I spent 4-5 hours tying up my blackberries this week. The new vines grew extra long and were very tangled up with each other, grown into the garden and covered with weeds and otherwise entangled. It was not fun, but it’s done.

This was the week for people to give us food, multiple people for several reasons. What a blessing they all were! I was given a bag of popcorn, many fruits and vegetables, and a box of assorted cans of foods that Rob’s mom was given, but could not use. In that box were canned beans, a can of baby corn, some clams and oysters, and some sauces, plus more. I sorted them. The ones that were slightly over-date were set out for immediate use, the rest put on the shelves for later. I made a baked bean medley from some of them, plan to give away the oysters as we don’t eat them, have a stir-fry planned for the baby corn and will make clam chowder soon. I ate the can of very strange soup, but….hey, we don’t all have the same tastes and it’s gone now:).

I picked some lettuce, the first I’ve had for a while. Summer heat and smoke were not kind to the garden and there wasn’t any for a while. I also picked peppers, green beans, tomatoes, cherry tomatoes, zucchini and beets from the garden.

I went grocery shopping last week. I used the $10/off $50 coupon at Safeway and also clipped several store coupons to my phone account. I will need very little at the store this week, between what I bought, the end of the garden, and what I was given. I like to stretch out my shopping trips if I can, to save time and to stay home, and as always, save money!

A Fall Frenzy of Food Preservation–October, 2020

My sister’s apple trees have yielded a bumper crop this year. She has kindly shared a LOT of apples with us over the last couple of weeks.

This week, I have made apple pie filling, dried apples, and we have eaten SO many apples!

As you can see, the garden tomatoes are coming to the end of their days. But, despite a few spots, Rob brought home this box from my sister’s. We also picked some equally spotted ones from our garden.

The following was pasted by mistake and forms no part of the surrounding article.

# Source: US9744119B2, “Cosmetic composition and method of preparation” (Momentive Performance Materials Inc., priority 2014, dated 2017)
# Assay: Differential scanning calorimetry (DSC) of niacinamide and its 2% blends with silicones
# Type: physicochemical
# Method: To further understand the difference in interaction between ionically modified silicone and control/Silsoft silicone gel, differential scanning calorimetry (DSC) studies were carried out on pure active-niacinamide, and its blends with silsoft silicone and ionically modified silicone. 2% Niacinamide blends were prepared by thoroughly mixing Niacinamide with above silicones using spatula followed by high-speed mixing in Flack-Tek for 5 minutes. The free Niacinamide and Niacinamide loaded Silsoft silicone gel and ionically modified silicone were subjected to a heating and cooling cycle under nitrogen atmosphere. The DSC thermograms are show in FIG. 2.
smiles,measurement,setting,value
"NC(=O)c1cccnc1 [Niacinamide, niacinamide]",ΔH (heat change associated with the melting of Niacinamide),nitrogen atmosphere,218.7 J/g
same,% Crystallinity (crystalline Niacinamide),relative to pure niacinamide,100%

We dried them. I did this a few years ago. You can use them in any recipe calling for sun-dried tomatoes that are not packed in oil.

In the cabbage mixture I grew, there was one head of red cabbage. We ate a little off the side of it, then it sat in the fridge. I found a recipe for a German cabbage with apples in it and used the rest of the head to make it. It’s a sweet and sour, pickled mixture and I’m getting excited to try it. I’m just waiting to let the flavors meld together before I do.

Rob wanted to make Giadiniera. He found huge heads of cauliflower at a farm stand. They were only $3/each. We froze some and used the rest for this pickled vegetable mixture. There were many, many recipes on the internet, and they all seemed to be different. I did a little research to make sure the brine was safe, and then just picked one.

The zucchini, Tromboncini and summer squash bushes all ripened more fruit. We dried them. I did this a few years back and used them primarily in soup. I added them at the end of the cooking process and they rehydrated nicely and did not turn to mush. I have another idea or two that I plan to try with these.

When I went out to dump one of my many bowls of apple peelings into the compost heap, I felt a “crunch” under my feet. Much to my surprise, there was a cucumber under my feet in the bushes I thought were finished. I started searching and found enough misshapen cucumbers to make 8 little jars of bread-and-butter pickles. That was a very nice surprise since I had not made any this year and a great way to use these ugly cucumbers in a tasty way.

We have spent considerable time this past week preserving food. This task is winding down, though, as we have also spent a great deal of time putting the garden to bed for the winter. We are not done, but are making great progress. The last few fruits are being picked, bushes are being pulled, vines are being tied up, compost is being spread from the one bin that is finished, and Rob is planning to till soon. I have hoed around my fall plants that will not be tilled up, as they are not finished. I hope to finish that job in the next couple of days, before the rain that’s supposed to arrive this weekend. It’s been a wonderful gardening year, and I’m grateful for all that we have been able to harvest.